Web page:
World mythology has interested me since childhood. In the ’60’s when I was exploring libraries, the classical Greek, Roman, and some mythic imagery from Egypt and the Fertile Crescent could be found. Encyclopedia Britannica, as well as books printed by Harvard University Press or Cambridge University in England, would promise captivating photographs of often obscure tablets or murals or bas reliefs.
I wondered how a similarity of story or image could find its ways through the world and world myths. “The Silk or Spice trade routes” was a common answer given by the honored tomes of academia; that and conquest, which fostered an integration of culture and oral traditions into other cultures was to be expected. Fair enough, but …
One challenge I had in accepting that line of thought was the supposed timelines. They were often preposterous. Certainly, as a 9 or 10 year old, I knew nothing about geology. However, living in New England were the mountains are old and worn down, I understood that rock takes a long time to erode. Also, as an avid child of the woods and nature, I and my friends would occasionally come across stones or stone structures that were not placed by farmers clearing land in the last three hundred years, nor by Native Americans building deer catch-pens.
One could sense the ancient-ness of these small cavern-like structures. They were made by someone long, long ago, and whoever made them understood how to levitate stone or was very strong. New England has many such “sites”. Also, when my parents were excavating land in New Hampshire near Lake Winnipesaukee to build a family cottage, some of the stones that were revealed were squared on the edges. These huge stones ended up being used to hold back the hill behind the house, but you can still see the squared edges on some of these ancient mute stones.
A gut sense coupled with a strong never-questioned intuitive tendency made me shake my head at dates in the Encyclopedia Britannica or books from Harvard Press. They just didn’t jive with the actual evidence. As I ran my hands on stones in the woods of Massachusetts or New Hampshire, or crawled inside one of the cavern-type enclosures, or wondered about why a massive stone would be fitted to another with such precision, the antiquity of the energy that emanated from the stone would, sometimes, almost make me dizzy. Once in a while, a scene or an understanding would arise in my intuitive-mind. It was never of Neaderthal or crude people, or of rudimentary knowledge supposedly practiced in those far-away times. The information was always other-than anything common to us, but – at the same time – ties to the Earth and her powers. Fast-forward to the decades of work by David Talbott.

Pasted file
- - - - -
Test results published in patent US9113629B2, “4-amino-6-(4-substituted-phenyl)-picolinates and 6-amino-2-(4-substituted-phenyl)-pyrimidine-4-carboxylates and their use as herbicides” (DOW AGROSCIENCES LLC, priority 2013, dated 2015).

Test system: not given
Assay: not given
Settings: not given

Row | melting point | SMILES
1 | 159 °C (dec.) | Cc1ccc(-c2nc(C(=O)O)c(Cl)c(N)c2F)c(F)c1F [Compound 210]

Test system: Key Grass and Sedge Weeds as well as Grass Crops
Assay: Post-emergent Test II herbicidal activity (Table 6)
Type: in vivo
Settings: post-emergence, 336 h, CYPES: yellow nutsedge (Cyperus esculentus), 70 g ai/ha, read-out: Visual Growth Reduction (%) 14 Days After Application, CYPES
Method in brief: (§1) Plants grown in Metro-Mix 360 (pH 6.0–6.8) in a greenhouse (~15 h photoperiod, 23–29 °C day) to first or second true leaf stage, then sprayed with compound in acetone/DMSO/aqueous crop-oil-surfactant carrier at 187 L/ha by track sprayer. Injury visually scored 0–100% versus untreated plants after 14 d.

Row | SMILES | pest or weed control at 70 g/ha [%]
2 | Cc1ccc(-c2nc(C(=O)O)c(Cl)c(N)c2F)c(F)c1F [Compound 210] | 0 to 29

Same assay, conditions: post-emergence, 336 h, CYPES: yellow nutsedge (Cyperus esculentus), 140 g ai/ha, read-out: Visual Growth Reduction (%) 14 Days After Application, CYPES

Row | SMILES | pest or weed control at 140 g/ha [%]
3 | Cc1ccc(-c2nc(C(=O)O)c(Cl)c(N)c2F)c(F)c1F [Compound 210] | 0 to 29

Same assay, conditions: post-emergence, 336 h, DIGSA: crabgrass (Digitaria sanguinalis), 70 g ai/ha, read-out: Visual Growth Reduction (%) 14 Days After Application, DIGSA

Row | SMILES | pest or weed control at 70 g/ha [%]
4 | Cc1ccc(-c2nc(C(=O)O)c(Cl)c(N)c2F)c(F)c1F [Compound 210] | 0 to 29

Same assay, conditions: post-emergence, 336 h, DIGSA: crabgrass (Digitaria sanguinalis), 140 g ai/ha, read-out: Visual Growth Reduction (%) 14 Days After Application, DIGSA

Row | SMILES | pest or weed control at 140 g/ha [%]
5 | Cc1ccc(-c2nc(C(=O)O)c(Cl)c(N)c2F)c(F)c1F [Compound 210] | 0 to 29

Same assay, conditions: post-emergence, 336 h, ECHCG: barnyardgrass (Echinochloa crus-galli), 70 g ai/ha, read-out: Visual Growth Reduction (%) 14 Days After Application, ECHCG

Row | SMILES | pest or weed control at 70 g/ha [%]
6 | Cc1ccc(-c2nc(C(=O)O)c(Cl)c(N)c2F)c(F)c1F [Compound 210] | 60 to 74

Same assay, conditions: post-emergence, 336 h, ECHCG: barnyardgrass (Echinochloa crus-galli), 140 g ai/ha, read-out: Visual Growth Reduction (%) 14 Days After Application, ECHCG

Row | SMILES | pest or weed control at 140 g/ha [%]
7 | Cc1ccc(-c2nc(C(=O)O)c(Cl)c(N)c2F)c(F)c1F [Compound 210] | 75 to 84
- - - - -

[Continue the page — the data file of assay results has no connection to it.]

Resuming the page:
Over the last 30 or 40 years, a few people have been so inspired by the myths and mythic imagery of the world as to compile it and put it before the public eye. Joseph Campbell is a giant in the field of world myths, and his interest was largely that of archetypes of the psyche that he intuited they conveyed. The students of Campbell still bow to the magnitude of his work and his achievement, rightly so. But, David Talbott took a slightly different tack.
Talbott was inspired by Immanuel Velikovsky in college decades ago. Velikovsky, doing research the old pre- computer way in libraries, aggregated volumes of similarities in the myths of the world including those of MesoAmerica and of remote islands or isolated indigenous populations. He began to hear similarities also of an archetypal nature, but these were of world catastrophic events, or descriptions of the sky and the gods that – aside from name changes due to language and culture – were essentially the same. Velikovsky sought a root to this substantial body of world evidence. His few books were impuned by academia of the time (middle 1900’s), yet his thesis is sound. (I have thus far read most of Worlds in Collision).
Talbott picked up the baton and furthered the research. The case for a vastly different sky overhead of the people of Earth in ancient ancient times is, in my mind, well made by Talbott and Velikovsky. There are details such as timelines which I think are vastly older than either suggest, but this does not derail the overall premise or invalidate the hypothesis. The body of myths and imagery of the world, on every habitable continent, speaks for itself. Talbott seeks what is behind or possibly before the archetypes of Campbell. Doing so, Talbott using logic, a forensics approach, and I think a some intuition, presents a credible conclusion regarding what humanity must have witnessed in the sky and the planets above us, as well as the devastation rendered when those planets electrically convulsed each other.
I highly recommend the series of video shorts: Discourses on an Alien Sky for people new to the subject or curious to find out more. For those familiar, the Discourses give some new details in Talbott’s ever refining hypothesis. If the Discourses, sparks your interest, the feature length documentary Symbols of an Alien Sky was the precursor to the Discourses. But, if interest is truly sparked, subscribe to the Thunderbolts Project channel on YouTube. Watch the tutorial, Thunderbolts of the Gods, to learn about the electrical properties of the solar system.